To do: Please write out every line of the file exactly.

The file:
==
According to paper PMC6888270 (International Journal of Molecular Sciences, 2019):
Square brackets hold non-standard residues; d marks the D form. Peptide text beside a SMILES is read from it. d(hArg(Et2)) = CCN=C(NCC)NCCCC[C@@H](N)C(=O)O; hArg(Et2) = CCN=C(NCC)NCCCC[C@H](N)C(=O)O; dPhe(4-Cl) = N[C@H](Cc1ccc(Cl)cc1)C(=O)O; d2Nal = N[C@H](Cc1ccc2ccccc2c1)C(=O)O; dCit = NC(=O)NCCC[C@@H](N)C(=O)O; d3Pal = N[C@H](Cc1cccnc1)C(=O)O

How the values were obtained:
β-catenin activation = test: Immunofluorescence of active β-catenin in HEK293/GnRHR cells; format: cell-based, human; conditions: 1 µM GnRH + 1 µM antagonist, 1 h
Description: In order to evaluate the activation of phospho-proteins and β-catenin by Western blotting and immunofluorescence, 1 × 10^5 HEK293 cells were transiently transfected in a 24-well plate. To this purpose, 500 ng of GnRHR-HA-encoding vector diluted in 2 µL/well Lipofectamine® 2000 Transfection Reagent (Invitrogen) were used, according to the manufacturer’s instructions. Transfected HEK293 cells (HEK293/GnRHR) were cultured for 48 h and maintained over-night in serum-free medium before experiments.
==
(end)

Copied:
According to paper PMC6888270 (International Journal of Molecular Sciences, 2019):
Square brackets hold non-standard residues; d marks the D form. Peptide text beside a SMILES is read from it. d(hArg(Et2)) = CCN=C(NCC)NCCCC[C@@H](N)C(=O)O; hArg(Et2) = CCN=C(NCC)NCCCC[C@H](N)C(=O)O; dPhe(4-Cl) = N[C@H](Cc1ccc(Cl)cc1)C(=O)O; d2Nal = N[C@H](Cc1ccc2ccccc2c1)C(=O)O; dCit = NC(=O)NCCC[C@@H](N)C(=O)O; d3Pal = N[C@H](Cc1cccnc1)C(=O)O

How the values were obtained:
β-catenin activation = test: Immunofluorescence of active β-catenin in HEK293/GnRHR cells; format: cell-based, human; conditions: 1 µM GnRH + 1 µM antagonist, 1 h
Description: In order to evaluate the activation of phospho-proteins and β-catenin by Western blotting and immunofluorescence, 1 × 10^5 HEK293 cells were transiently transfected in a 24-well plate. To this purpose, 500 ng of GnRHR-HA-encoding vector diluted in 2 µL/well Lipofectamine® 2000 Transfection Reagent (Invitrogen) were used, according to the manufacturer’s instructions. Transfected HEK293 cells (HEK293/GnRHR) were cultured for 48 h and maintained over-night in serum-free medium before experiments.